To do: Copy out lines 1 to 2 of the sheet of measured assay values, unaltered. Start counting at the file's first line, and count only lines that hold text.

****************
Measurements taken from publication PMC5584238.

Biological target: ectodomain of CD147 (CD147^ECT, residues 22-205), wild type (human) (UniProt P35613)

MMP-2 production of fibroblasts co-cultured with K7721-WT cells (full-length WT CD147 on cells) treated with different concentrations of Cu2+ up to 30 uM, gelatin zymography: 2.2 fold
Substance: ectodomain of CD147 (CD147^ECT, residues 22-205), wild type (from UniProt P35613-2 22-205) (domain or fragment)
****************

Measurements taken from publication PMC5584238.

Biological target: ectodomain of CD147 (CD147^ECT, residues 22-205), wild type (human) (UniProt P35613)